Health experts argue that the key to success lies in the small, subtle habits we cultivate everyday. Eating nutrient-dense foods, getting enough sleep, exercise and so on.
We already know what it takes to keep ourselves fit, healthy and happy but it’s not that easy to implement these habits when competing priorities like deadlines, meetings, nagging bosses, and clients take up so much of our mental and physical energy for 10+ hours a day.
Which is why I won’t preach about the importance of eating more vegetables or exercising regularly. You’re smart and already know these things.
What I can give you however, are my proven tactics to navigating corporate life in order to avoid burnout and stay as healthy and energized as possible. If you can master these strategies in your day to day, you can avoid the energy leaks that happen during high-stress times at work. As a former cubicle jockey, I’ve put these tools to work! Here are the four most common workplace scenarios sabotaging your health and what you can do about them.
Scenario 1: You have a packed day of meetings and dinner with a client
It’s likely you were well aware this busy day was coming, so the best thing you can do to manage your stress and your waistline is to PLAN AHEAD.
Assuming you have at least 48-hours notice and every meeting will either have zero food options or only sugary kinds, have a day’s worth of meals and snacks packed and ready to go. If you prefer to eat out for everything, plan where you’ll order from, what and at what time so you’re not left making a last-minute decision for a greasy grilled cheese sandwich from the bodega across the street out of desperation.
The foods you select must meet the following criteria to ensure you are satiated between meetings, but not full to the point of a food coma. Remember: in this scenario your goals are to remain focused, productive, alert, and remain as healthy as possible.
1.) Nutrient-dense: Okay, I said I wouldn’t bombard you with tips you already know about but when you have a busy day, you can’t afford to leave your meals up to chance. Having nutrient dense meals, meaning approximately 1 palm of protein, 1 cup of vegetables, 1/2 cup of carbohydrates and a little bit of healthy fats – ensures you are eating well throughout the day, avoiding food comas and sugar crashes, and are on your game to impress your boss and your clients. While your colleagues struggle to keep their eyes open after inhaling a burrito, you come off focused, energized and 100% professional simply because you took the time to plan your meals in advance.
2.) Grab & Go snacks: Have a few snack options available with you that meet the criteria above. The most important aspect is that the options are grab & go friendly, can be eaten relatively quickly and with little distribution during or between meetings. My go-to options range from a green smoothie, 1/2 cup of greek yogurt with mixed berries; an apple, a few almonds, or 2-3 protein balls I may have made days before. Quick, easy, filling, and zero distribution.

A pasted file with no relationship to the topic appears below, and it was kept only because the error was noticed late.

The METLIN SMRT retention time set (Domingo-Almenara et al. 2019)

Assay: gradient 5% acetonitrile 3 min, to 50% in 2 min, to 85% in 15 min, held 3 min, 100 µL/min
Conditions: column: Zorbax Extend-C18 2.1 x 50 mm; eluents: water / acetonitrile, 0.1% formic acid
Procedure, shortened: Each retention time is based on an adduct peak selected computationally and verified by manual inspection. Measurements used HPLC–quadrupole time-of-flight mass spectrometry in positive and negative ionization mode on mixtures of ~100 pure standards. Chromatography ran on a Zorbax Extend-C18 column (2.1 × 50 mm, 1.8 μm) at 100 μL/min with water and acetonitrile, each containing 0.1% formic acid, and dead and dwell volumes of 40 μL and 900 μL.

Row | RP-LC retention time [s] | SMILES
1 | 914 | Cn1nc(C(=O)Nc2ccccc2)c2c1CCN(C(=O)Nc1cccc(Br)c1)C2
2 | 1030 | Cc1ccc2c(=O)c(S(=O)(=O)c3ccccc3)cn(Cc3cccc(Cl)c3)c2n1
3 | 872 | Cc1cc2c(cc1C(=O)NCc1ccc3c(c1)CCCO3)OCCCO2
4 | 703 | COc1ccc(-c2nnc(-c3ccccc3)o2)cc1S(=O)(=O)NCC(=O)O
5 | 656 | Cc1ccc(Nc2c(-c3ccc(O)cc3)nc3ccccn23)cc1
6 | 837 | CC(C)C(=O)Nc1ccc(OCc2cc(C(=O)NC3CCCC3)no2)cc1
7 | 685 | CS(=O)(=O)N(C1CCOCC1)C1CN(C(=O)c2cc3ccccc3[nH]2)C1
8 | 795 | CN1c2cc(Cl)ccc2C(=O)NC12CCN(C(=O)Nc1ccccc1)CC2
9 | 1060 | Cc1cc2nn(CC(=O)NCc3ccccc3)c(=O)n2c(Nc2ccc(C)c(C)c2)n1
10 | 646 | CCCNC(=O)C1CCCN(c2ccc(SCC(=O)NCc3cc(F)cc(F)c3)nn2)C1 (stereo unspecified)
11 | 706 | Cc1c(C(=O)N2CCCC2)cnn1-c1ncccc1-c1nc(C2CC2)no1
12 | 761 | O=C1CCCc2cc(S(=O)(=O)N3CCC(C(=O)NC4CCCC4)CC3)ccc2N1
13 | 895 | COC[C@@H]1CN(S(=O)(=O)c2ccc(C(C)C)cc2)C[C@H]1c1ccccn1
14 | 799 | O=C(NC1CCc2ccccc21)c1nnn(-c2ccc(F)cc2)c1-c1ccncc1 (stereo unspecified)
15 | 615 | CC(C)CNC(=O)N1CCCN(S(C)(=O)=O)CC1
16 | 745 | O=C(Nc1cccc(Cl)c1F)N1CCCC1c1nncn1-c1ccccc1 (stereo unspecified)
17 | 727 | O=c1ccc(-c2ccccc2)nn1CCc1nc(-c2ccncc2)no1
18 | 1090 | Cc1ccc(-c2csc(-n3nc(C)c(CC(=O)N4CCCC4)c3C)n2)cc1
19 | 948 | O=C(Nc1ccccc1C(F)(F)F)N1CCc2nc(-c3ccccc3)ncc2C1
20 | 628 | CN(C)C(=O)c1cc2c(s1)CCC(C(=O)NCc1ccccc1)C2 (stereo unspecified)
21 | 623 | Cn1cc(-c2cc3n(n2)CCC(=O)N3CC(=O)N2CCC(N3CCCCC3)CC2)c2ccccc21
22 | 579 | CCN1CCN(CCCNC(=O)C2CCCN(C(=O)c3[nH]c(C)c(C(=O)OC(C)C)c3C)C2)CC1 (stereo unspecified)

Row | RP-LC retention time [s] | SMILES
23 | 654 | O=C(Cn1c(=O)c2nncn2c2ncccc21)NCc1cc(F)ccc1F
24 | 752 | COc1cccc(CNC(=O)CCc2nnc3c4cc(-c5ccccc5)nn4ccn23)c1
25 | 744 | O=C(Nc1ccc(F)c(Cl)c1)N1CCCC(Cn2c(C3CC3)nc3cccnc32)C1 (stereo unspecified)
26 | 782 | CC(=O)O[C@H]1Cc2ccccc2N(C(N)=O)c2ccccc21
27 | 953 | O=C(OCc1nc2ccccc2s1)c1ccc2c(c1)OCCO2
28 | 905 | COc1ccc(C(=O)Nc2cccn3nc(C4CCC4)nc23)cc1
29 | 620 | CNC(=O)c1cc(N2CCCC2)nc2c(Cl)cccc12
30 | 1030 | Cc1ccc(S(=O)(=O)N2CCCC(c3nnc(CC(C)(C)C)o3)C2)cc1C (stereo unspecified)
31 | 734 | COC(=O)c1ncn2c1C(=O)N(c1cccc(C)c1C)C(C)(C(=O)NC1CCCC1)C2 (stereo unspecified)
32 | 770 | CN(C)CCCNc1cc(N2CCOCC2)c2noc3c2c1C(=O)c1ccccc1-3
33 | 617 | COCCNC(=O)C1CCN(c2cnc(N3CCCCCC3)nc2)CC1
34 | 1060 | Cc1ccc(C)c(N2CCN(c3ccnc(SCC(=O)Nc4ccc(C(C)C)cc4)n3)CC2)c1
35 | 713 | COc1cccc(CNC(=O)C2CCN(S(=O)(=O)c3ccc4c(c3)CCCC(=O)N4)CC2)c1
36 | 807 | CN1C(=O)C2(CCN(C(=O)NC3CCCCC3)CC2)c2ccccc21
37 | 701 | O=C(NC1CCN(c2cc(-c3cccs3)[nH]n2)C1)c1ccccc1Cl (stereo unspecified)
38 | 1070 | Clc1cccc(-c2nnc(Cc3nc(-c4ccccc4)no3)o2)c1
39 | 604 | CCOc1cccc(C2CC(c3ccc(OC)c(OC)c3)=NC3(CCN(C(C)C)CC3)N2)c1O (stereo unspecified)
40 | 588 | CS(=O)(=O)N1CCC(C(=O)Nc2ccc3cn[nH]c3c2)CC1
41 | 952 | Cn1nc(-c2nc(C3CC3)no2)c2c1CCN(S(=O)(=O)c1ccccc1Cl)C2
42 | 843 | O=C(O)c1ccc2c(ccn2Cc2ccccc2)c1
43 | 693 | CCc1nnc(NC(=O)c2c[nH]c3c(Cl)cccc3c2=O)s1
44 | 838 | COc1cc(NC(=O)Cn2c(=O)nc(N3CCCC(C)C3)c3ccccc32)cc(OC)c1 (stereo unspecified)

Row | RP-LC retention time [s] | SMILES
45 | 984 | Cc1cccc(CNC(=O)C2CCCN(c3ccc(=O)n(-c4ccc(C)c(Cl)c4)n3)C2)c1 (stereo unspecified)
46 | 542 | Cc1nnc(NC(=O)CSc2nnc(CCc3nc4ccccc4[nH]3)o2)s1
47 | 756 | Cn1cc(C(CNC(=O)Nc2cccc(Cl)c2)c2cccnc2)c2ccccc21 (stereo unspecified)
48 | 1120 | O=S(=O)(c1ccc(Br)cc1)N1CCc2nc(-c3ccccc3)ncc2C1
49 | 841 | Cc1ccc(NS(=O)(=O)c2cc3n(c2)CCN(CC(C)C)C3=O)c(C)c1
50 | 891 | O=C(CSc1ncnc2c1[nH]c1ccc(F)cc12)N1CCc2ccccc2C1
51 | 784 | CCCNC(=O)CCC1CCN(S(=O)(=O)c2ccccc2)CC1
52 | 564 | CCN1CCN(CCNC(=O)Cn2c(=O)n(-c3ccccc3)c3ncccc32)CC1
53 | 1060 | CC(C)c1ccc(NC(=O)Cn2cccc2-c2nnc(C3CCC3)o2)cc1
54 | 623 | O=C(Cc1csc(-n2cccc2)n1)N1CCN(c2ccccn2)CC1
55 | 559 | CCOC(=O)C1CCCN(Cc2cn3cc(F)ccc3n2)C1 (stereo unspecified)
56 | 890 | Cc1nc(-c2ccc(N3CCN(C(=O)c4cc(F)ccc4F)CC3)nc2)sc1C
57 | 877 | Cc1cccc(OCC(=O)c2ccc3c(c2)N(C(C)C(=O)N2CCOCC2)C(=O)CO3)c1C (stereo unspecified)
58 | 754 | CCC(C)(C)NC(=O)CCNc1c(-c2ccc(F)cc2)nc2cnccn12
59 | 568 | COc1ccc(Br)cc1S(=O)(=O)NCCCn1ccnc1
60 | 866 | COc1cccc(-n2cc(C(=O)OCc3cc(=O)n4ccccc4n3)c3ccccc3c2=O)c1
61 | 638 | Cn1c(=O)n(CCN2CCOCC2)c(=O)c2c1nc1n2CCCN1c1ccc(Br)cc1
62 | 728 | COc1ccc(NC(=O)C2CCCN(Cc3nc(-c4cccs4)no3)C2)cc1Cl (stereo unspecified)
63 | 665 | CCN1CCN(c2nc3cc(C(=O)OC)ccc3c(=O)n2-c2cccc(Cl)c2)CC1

3.) Avoid artificial sugar: This is the most important piece to your food criteria. Artificial sugars found in granola bars, peanut butter, chips and pastries are the DEATH of productivity. You can’t afford to have any energy leaks on this busy day so, make sure the foods you select have low to no artificial sugars in them. It’s one day of no sugar — you can do this.
Scenario 2: You put off an important project for the last minute and now are mega stressed.
Ah, procrastination at its best. In this scenario, it’s not uncommon for us to skip meals, forget to eat altogether, or grab the closest junk within reach. You have a deadline. A healthy salad is the least of your worries.
What we can do is to manage the stress in such a way that our waistlines aren’t affected from poor choices and high cortisol pumping through our veins.
So first thing first: Do not go into the office hungry.
Just like we don’t grocery shopping on an empty stomach, you don’t start working that way on a high-stress, critical day. The minute someone brings bagels and donuts to the office, you’ll be so depleted you’ll likely grab it to avoid passing out. And then the spiral begins.
Have some damn breakfast. Follow the criteria from the scenario above; that’s your best option if you want to do your best work in the limited amount of time you’ve given yourself. Believe me, I’ve tried this experiment many times in my corporate career. Taking shortcuts always backfires.
Next, schedule 15-30 minutes of moderate exercise. Whether it’s a walk around the block or a Spin class before work, this is one of the most crucial parts of your most stressful day. Not only will it help energize you, but it’ll curb the high stress and anxiety you’ll feel today. For me, working out first thing in the morning before a big project always helped me feel accomplished and clear headed enough to tackle anything. If all you have to spare is 10 minutes, use those 10 minutes to get as far away from your desk as possible. Move your body.